Context is everything, and packaging can have a significant effect on how something is perceived. I’ve had a small experience in that way myself, with my book All Work and No Play… The beginning of the story is based on mistaken identity, and both my editor and I saw it as a sort of screwball comedy scenario. It’s stupid, but it’s meant to be stupid, a fun game with the reader. EXCELLENT!!There are jokes about Clark Kent and Superman, the hero’s best friend talks like he just finished an Excellent Adventure with Bill and Ted, and the story ends with a bit of ironing-board surfing. Dude.

In the UK, it was packaged as a light-hearted romance; the title, the blurb, the cover all said “sexy, fun, playful”. Likewise in France. In both of those places, the reviews have treated the book like a sexy, light read, and have mostly mentioned how fun the story is. For example, this French review uses comedy itself to describe the book.

In the USA, it was called Mistress in Private, and released in the high-drama, high-passion Harlequin Presents line, with a very serious blurb. My American reviews have pretty much said that the mistaken-identity plot is unbelievable, the “mistress” blurb is misleading, and the story is silly rather than dramatic.

I totally accept that my plot was stupid, because I personally couldn’t stop laughing at it, and I have a dumb sense of humour. But I do think that the packaging in the UK and France helped to prompt readers to suspend their disbelief enough to enjoy the story. Not that I’m moaning…Harlequin Presents is the world’s best-selling romance line, and it’s awesome to be part of it. And I’m very far from being a world-class violinist playing on a subway.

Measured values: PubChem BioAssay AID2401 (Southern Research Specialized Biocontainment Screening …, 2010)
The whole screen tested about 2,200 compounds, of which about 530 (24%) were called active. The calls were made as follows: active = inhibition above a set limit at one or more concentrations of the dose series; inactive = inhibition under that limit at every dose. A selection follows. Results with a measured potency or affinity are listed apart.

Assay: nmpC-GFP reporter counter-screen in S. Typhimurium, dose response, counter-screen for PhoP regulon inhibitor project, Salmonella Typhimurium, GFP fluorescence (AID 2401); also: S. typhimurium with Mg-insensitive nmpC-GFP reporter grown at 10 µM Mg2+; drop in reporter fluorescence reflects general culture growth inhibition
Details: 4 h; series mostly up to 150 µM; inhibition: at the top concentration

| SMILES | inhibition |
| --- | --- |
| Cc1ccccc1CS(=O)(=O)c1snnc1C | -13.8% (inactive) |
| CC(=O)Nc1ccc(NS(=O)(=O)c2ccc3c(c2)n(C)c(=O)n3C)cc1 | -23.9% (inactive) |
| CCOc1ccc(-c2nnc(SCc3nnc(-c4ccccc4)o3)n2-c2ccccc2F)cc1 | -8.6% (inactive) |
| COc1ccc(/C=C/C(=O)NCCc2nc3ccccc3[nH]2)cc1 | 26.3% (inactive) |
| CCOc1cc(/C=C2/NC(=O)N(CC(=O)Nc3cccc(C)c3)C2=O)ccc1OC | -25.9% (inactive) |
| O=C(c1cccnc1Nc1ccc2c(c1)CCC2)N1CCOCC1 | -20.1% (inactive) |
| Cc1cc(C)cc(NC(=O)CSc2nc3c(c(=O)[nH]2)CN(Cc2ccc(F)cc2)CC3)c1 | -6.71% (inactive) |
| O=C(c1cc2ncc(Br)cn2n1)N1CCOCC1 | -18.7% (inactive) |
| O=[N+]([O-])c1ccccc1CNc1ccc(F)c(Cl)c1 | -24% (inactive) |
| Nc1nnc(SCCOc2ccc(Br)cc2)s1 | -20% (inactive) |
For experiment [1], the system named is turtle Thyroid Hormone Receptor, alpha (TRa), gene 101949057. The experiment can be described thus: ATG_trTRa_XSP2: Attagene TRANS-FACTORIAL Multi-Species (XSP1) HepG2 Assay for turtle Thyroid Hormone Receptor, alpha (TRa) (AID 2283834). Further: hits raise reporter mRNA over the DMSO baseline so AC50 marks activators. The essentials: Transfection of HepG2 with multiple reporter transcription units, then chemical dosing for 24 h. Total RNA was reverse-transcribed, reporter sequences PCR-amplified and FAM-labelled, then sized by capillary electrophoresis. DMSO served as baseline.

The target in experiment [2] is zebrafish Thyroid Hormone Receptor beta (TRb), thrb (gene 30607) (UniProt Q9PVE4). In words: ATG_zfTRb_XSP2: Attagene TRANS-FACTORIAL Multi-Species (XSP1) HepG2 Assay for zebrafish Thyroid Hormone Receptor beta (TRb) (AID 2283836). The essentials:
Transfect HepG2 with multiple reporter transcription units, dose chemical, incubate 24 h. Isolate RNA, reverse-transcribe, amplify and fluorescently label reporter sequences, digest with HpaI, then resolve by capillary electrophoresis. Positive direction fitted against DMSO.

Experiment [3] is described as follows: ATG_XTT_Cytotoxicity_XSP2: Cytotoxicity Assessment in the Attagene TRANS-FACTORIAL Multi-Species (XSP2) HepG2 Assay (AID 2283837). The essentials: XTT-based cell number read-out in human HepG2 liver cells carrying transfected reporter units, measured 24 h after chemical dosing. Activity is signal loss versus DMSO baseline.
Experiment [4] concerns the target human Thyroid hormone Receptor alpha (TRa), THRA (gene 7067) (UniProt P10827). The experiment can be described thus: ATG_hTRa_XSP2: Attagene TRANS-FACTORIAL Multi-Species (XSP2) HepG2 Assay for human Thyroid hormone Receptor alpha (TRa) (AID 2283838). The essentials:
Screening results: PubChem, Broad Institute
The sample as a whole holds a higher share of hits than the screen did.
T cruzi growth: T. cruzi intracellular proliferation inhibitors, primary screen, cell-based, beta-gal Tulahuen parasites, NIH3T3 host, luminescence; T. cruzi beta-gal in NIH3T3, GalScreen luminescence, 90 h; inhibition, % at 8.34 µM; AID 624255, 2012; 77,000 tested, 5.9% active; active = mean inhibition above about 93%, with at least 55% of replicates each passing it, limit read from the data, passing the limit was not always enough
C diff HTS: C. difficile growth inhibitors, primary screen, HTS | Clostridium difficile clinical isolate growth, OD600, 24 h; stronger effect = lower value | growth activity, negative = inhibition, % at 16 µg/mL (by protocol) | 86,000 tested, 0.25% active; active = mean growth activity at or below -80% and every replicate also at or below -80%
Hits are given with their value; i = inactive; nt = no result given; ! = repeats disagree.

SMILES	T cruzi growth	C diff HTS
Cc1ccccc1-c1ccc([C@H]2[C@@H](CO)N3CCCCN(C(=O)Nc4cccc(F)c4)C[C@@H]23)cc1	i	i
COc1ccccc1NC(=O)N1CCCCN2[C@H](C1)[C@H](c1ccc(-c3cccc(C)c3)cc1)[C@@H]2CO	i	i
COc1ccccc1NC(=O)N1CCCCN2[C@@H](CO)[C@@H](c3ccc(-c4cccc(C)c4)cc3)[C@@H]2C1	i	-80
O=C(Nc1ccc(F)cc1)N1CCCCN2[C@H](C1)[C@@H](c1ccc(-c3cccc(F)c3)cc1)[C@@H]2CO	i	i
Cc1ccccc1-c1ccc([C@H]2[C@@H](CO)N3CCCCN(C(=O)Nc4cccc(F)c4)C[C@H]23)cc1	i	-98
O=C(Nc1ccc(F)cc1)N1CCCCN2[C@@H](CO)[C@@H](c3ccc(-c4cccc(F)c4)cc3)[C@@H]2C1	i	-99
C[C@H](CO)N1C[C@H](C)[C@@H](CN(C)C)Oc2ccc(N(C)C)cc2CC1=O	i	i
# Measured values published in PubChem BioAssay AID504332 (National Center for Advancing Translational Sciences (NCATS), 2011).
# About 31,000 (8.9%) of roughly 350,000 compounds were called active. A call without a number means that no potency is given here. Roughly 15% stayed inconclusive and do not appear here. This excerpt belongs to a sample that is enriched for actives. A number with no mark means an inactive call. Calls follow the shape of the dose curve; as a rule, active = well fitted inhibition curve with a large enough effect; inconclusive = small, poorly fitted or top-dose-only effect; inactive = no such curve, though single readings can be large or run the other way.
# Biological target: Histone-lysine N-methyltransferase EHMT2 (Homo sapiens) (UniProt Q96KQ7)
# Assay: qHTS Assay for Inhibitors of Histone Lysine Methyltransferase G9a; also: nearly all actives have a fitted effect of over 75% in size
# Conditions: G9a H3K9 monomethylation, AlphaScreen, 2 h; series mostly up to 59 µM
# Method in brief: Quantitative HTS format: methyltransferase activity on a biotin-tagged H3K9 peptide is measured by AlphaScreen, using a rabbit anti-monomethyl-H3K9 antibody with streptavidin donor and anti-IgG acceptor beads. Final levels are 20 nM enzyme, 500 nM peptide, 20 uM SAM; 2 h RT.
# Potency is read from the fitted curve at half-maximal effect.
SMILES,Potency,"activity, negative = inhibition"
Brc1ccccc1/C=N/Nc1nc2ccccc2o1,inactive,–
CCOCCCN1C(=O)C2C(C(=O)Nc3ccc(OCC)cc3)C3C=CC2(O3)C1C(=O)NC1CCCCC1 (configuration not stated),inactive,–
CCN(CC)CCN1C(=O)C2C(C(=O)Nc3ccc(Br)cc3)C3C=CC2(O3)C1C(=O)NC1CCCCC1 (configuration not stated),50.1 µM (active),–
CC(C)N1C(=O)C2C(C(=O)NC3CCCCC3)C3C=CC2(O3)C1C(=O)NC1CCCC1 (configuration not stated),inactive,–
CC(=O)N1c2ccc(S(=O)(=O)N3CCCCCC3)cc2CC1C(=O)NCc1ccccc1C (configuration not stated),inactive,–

But the story gives me two lessons: Stop for beauty. And try to judge things for what they are, not for their context.

Addition: Janet gave me this link to the Washington Post story article where the Bell story originally appeared. It includes video links, too.





links links links

Filed under: B. H. Dark, contests, reviews

It’s reviews and contests and auctions and achievements this weekend.


First, the auction for Jo Leigh is going on all this week, and the items are really fantastic. Go here to check out the full list on eBay. I’ve got copies of ONE NIGHT STAND and HONEY TRAP up for sale. Especially if you’re in the US, this would be a great way to get hold of them, because I’ll cover the shipping and you won’t have to worry about exhange rate problems.

On the other hand, you can win a totally free copy of CLOSE ENCOUNTERS by B.H. Dark (aka me and Kathy Love), and a lot of other books, in Moira Roger’s holiday contest, on her website, here.

Don’t forget, too, the Samhain contest to win a Kindle e-book reader and books, which is still going on here.


The Oxford Times has called HONEY TRAP “a dark, edgy, unusual romance.” Yay!

Fallen Angels Reviews has given CLOSE ENCOUNTERS 5 Angels and called it “a humorous joyride of a novel populated by rich colorful characters and cartoonish space aliens”. Yay yay!!


And finally…go congratulate Biddy at the Pink Heart Society for finishing her novel and getting it off to the Golden Heart in the nick of time!

(P.S. No gross spillages yet today, but the day is still young.)

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Honey Trap review

Filed under: Honey Trap, reviews

Part of my fireworks feeling yesterday was caused by a 5/5 review of Honey Trap on Trashionista. But I didn’t want to spoil the pretty picture, so I saved it for today. In part, it says:

…this book is part romance, part sass, part funny and part mystery. It is also incredibly sharp with both a tight plot and dialogue.

I was gripped from the first sentence, Sophie Tennant had never seen her date in real life, but she knew he was brown-eyed, brown-haired, slightly built, and a scumbag. I then couldn’t put it down until the end. In fact I even tried to go to sleep but ended up switching the light back on to read more.

And it got a squeal, too.